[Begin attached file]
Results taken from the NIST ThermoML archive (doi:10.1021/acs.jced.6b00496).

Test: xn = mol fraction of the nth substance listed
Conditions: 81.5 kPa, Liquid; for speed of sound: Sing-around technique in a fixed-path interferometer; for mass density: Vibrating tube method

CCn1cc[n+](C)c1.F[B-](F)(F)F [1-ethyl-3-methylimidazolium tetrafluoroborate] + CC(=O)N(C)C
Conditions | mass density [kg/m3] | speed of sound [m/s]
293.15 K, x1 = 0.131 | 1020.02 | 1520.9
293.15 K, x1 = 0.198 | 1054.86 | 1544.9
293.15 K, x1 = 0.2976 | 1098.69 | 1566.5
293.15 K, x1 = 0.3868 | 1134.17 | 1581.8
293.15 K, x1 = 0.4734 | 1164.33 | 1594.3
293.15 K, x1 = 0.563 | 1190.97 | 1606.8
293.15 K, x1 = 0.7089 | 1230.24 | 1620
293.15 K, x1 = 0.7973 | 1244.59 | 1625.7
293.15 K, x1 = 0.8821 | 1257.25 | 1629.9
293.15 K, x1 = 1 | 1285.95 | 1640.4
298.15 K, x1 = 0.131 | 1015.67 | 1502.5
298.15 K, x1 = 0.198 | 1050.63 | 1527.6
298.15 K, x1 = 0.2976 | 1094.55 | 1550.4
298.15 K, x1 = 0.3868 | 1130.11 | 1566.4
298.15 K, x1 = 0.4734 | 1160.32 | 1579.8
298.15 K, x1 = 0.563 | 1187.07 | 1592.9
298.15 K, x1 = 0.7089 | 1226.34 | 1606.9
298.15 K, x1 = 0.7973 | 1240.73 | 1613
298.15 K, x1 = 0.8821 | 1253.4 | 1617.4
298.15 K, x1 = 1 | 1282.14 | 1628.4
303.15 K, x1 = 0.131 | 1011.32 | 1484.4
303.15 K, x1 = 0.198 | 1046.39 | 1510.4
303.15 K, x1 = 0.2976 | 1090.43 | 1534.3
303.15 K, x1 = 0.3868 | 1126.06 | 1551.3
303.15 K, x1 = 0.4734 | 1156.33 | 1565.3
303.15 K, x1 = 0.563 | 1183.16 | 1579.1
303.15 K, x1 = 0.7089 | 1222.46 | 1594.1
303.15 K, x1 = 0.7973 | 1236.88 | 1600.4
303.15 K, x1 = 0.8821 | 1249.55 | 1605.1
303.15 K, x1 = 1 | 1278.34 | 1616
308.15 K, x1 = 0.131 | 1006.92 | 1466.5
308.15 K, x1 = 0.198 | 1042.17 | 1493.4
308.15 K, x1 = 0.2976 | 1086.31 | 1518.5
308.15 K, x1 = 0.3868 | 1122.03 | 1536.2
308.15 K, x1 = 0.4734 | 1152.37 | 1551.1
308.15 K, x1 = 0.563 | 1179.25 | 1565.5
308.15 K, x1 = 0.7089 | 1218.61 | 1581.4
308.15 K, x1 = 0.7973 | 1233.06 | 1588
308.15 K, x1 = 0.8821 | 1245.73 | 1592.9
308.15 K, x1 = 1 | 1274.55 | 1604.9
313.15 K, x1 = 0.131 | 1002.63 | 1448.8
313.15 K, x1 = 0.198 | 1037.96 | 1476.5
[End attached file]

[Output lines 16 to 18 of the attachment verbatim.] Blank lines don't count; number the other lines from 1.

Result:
298.15 K, x1 = 0.131 | 1015.67 | 1502.5
298.15 K, x1 = 0.198 | 1050.63 | 1527.6
298.15 K, x1 = 0.2976 | 1094.55 | 1550.4